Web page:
Monday, November 14, 2011

Spirit-Led Parenting : Milk Production and Scheduled Feedings

Thank you so much for your patience and understanding as chatter has turned to crickets around here lately with a major lack of posting. We are just about 2 1/2 weeks away from the deadline for our manuscript draft, so most all writing time and energy has been directed that way these days.

Megan
is back to share today some valuable information about milk production as we wind down our series on infant feeding. Very soon, we'll jump into another topic. Will it be sleep? Marriage? Sex? Your guess is as good as ours at this point, but we are excited to continue these discussions in the coming months!

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Image source: ODHD


As you might remember, we've been talking through some issues on infant feeding in our Spirit-Led Parenting series. One of the central issues that comes up frequently in discussions about infant feeding is whether or not babies should be fed on a schedule. Today, I want to talk about some concerns for breastfeeding mothers when it comes to scheduling.

I have to clarify from the very beginning that I breastfed Dacey on a schedule starting at about four weeks or so. This was during the time I was trying very hard to follow both Babywise and The Baby Whisperer. Dacey was a big (!) newborn - she arrived weighing nearly ten pounds and she continued to be completely off the top of the charts in weight and length throughout her first year. I continued to nurse Dacey on a schedule throughout her first year, even after I made the philosophical mind-set change from Babywise to a more AP-centered approach. She nursed until she was newly two and I got pregnant with AJ and lost my milk supply.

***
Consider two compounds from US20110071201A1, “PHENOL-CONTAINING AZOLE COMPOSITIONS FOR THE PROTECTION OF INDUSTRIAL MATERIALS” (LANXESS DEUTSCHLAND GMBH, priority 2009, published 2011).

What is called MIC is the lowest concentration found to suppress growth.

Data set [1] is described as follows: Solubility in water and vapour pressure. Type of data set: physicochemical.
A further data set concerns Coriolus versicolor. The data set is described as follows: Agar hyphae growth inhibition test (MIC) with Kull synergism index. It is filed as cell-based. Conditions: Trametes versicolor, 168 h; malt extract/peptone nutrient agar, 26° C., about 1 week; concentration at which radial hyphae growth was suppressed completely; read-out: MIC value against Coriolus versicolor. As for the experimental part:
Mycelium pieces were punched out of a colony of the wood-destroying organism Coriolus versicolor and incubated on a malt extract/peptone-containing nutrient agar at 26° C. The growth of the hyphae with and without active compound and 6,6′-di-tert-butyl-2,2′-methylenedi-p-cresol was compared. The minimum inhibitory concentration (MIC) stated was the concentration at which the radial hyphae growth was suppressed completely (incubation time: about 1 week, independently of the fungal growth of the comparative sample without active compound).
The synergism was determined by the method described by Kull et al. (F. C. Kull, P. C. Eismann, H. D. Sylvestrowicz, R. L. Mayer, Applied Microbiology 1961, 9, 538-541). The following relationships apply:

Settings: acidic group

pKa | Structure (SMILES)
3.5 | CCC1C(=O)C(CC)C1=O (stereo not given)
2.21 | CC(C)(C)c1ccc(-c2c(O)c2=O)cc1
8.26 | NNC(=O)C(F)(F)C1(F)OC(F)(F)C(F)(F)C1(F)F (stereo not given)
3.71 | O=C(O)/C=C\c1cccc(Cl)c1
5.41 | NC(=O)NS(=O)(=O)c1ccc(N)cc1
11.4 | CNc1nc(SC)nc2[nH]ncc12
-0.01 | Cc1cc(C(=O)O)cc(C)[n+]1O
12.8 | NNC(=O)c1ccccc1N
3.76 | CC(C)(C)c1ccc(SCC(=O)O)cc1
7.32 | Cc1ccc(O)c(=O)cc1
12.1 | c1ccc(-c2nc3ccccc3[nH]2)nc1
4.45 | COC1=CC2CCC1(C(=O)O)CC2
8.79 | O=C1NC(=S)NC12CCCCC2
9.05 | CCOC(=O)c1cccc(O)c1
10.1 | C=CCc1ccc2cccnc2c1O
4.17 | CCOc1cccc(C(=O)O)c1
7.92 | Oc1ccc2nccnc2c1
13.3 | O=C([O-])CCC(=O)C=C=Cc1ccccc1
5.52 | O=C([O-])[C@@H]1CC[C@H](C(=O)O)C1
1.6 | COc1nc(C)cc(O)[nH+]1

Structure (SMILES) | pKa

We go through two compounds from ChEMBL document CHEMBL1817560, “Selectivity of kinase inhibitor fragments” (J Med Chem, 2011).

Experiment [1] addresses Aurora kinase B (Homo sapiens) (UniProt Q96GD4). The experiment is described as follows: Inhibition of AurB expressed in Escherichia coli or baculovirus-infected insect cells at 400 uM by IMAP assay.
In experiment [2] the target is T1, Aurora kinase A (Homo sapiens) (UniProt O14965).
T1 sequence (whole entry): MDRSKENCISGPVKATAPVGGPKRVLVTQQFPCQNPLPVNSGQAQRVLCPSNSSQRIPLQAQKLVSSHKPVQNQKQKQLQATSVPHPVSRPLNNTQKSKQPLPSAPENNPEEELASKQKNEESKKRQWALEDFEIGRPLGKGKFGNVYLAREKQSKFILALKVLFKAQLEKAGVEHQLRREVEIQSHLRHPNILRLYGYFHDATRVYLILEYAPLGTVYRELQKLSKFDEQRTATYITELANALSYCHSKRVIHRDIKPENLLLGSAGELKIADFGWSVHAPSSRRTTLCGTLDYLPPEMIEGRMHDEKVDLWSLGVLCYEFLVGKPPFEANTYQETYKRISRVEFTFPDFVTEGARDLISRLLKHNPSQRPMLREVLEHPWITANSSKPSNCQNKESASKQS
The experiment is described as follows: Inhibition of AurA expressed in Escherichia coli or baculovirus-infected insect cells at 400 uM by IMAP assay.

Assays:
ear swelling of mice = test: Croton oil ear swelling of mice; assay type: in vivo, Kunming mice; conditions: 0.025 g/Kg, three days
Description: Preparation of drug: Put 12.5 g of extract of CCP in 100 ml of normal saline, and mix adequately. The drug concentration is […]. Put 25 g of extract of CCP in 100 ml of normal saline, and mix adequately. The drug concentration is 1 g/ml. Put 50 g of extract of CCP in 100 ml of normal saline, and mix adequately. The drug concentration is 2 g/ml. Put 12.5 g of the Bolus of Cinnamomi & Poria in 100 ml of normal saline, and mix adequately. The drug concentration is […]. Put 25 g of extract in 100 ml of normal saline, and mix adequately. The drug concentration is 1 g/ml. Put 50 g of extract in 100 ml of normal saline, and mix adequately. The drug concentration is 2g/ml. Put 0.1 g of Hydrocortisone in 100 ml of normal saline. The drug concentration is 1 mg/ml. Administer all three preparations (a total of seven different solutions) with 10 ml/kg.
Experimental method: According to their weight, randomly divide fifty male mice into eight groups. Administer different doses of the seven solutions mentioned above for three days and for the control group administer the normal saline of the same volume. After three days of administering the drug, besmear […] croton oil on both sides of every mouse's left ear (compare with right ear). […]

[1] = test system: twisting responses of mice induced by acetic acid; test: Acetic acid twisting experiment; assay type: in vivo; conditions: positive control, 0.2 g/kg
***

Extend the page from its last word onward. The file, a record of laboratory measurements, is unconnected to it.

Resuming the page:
I say all of that from the start because I am not writing today to bash scheduled feeding OR to say that all women who breastfeed on a schedule will have supply issues. Clearly, it is completely workable to breastfeed on a schedule with no milk production problems at all.

The concern comes, however, when we begin to notice a trend in moms who have breastfed on a schedule from birth and then begin to have supply issues after baby hits the four month mark. To understand why this happens, we need to look at the science of breastfeeding and the system God designed that controls how our breasts make milk.

If you have time, reading this article at Kellymom explains some of the most important information we can find on milk production. Here is what I want to discuss in terms of scheduled feeding:

Milk production doesn’t start out as a supply and demand process. During pregnancy and the first few days postpartum, milk supply is hormonally driven – this is called the endocrine control system. Essentially, as long as the proper hormones are in place, mom will start making colostrum about halfway through pregnancy (Lactogenesis I) and her milk will increase in volume (Lactogenesis II) around 30-40 hours after birth.

Under normal circumstances, a woman's body creates milk under the direction of the endocrine control system in the first three months. Something extremely important happens within those first few weeks.